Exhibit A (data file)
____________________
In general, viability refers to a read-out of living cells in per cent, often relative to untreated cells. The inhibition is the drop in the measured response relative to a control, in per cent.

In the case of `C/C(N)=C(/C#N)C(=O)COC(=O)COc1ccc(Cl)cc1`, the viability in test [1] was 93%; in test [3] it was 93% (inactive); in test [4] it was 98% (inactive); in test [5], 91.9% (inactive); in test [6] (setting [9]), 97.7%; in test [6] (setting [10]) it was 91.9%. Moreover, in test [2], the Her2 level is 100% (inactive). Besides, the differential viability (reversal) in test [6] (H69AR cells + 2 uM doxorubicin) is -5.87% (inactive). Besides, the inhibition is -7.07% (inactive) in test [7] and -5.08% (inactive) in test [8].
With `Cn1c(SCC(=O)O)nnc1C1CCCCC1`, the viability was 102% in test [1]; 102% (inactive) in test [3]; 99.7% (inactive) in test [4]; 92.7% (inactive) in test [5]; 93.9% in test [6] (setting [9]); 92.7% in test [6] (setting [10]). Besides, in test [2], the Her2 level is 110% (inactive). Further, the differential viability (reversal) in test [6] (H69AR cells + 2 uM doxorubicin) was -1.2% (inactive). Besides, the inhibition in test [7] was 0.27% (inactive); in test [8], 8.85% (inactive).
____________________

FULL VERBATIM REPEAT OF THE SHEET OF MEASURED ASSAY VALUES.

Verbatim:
In general, viability refers to a read-out of living cells in per cent, often relative to untreated cells. The inhibition is the drop in the measured response relative to a control, in per cent.

In the case of `C/C(N)=C(/C#N)C(=O)COC(=O)COc1ccc(Cl)cc1`, the viability in test [1] was 93%; in test [3] it was 93% (inactive); in test [4] it was 98% (inactive); in test [5], 91.9% (inactive); in test [6] (setting [9]), 97.7%; in test [6] (setting [10]) it was 91.9%. Moreover, in test [2], the Her2 level is 100% (inactive). Besides, the differential viability (reversal) in test [6] (H69AR cells + 2 uM doxorubicin) is -5.87% (inactive). Besides, the inhibition is -7.07% (inactive) in test [7] and -5.08% (inactive) in test [8].
With `Cn1c(SCC(=O)O)nnc1C1CCCCC1`, the viability was 102% in test [1]; 102% (inactive) in test [3]; 99.7% (inactive) in test [4]; 92.7% (inactive) in test [5]; 93.9% in test [6] (setting [9]); 92.7% in test [6] (setting [10]). Besides, in test [2], the Her2 level is 110% (inactive). Further, the differential viability (reversal) in test [6] (H69AR cells + 2 uM doxorubicin) was -1.2% (inactive). Besides, the inhibition in test [7] was 0.27% (inactive); in test [8], 8.85% (inactive).